He declined to describe the nature of the records, but said he would cooperate fully with prosecutors and the grand jury.

"People in key positions in the campaign have not done anything to violate the law," Parsons said. "We're cooperating. They've asked for documents, and we're providing them."

Witnesses subpoenaed to testify before investigative grand juries are generally not suspected of wrongdoing, but they can be granted immunity from prosecution and be compelled to provide evidence that incriminates others, legal experts say.

The proceedings are closed to the public. Witnesses may be represented by attorneys, but they cannot be present during questioning.

Investigative grand juries do not generally levy criminal charges against suspects, but instead gather evidence that can be presented to a second grand jury later if prosecutors elect to seek charges. The same citizens who serve on an investigative grand jury can be impaneled as the grand jury that considers whether to hand down indictments.

The city officials who have been subpoenaed to testify have been in charge of managing taxpayer money for the city or awarding contracts for city construction projects.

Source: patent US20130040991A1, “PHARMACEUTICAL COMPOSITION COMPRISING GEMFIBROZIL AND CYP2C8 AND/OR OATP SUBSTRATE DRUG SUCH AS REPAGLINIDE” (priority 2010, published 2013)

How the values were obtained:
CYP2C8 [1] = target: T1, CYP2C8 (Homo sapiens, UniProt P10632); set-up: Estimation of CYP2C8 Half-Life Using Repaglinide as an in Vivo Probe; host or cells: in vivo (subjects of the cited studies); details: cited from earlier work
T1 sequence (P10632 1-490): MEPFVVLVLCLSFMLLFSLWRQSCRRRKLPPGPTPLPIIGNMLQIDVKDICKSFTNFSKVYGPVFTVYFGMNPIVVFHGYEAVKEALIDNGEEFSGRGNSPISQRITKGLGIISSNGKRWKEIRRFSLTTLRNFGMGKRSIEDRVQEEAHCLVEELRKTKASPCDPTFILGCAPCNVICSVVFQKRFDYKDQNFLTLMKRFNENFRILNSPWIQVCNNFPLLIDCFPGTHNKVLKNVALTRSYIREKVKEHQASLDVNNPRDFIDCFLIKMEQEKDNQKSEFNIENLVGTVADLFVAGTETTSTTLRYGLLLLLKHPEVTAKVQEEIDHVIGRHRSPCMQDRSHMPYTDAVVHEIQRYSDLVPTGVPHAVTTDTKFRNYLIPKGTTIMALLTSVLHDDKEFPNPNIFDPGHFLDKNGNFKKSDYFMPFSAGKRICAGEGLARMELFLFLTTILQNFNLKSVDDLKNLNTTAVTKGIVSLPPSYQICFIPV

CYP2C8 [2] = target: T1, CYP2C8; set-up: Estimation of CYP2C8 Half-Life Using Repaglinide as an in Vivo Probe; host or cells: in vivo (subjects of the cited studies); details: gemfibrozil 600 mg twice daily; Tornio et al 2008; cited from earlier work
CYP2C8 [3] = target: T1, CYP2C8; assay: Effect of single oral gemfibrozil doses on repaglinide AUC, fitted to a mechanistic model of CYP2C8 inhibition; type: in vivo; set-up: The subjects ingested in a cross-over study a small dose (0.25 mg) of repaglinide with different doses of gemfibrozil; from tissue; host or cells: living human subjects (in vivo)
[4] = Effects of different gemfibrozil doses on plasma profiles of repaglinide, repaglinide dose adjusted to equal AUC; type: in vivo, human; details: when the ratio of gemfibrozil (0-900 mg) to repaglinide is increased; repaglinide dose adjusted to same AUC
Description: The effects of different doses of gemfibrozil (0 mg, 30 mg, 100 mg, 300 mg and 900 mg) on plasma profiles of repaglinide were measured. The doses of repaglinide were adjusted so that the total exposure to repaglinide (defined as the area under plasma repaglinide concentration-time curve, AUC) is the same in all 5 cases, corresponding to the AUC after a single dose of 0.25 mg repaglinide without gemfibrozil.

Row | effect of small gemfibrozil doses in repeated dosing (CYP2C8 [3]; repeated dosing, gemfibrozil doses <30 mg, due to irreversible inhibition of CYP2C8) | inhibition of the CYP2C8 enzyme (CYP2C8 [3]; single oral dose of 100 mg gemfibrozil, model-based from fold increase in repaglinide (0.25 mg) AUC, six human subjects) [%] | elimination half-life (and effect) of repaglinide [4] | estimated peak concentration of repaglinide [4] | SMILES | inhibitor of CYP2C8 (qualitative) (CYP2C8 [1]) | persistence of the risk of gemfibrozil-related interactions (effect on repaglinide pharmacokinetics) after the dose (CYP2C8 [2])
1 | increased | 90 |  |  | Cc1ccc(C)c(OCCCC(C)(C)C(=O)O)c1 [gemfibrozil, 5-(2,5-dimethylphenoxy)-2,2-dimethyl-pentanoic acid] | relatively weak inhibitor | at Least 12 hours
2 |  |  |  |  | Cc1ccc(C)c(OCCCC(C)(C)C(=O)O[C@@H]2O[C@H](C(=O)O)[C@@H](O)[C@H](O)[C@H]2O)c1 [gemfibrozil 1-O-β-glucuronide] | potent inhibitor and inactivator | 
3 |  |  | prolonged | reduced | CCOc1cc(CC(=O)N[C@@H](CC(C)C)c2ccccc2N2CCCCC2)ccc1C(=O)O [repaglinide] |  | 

They include former Department of Budget and Fiscal Services directors Roy Amemiya and Caroll Takahashi; Department of Design and Construction director Rae Loui; and a former director of that department, Randall Fujiki, who now heads the Department of Planning and Permitting.

The companies with employees who have been subpoenaed include R.M. Towill Corp., ParEn Inc./Park Engineering, SSFM International Inc., and Thermal Engineering Corp. All four firms contributed to Harris' campaigns, as did many company employees and their family members.

The state Campaign Spending Commission fined Thermal Engineering $31,000 earlier this year for improperly reimbursing members of the company's board of directors for money they donated to Gov. Ben Cayetano, Harris, Maui Mayor James "Kimo" Apana, and gubernatorial candidate Linda Lingle. Neither those politicians nor their campaigns have been accused of any wrongdoing connected with the contributions.

Commission director Robert Watada said his agency has also been investigating the donations made by people associated with Park Engineering, R.M. Towill and SSFM, to see whether the companies improperly reimbursed contributors. Company officials either could not be reached or declined to comment.

The Harris administration awarded several major nonbid consultant contracts to those three firms, which have also performed work for the state. Thermal has worked on state projects, but has not been the prime contractor for any recent city projects.

Police and prosecutors have also questioned a tax attorney, Michael Shea, who helped establish two nonprofit groups that raised money for high-profile environmental conferences that the city sponsored under Harris.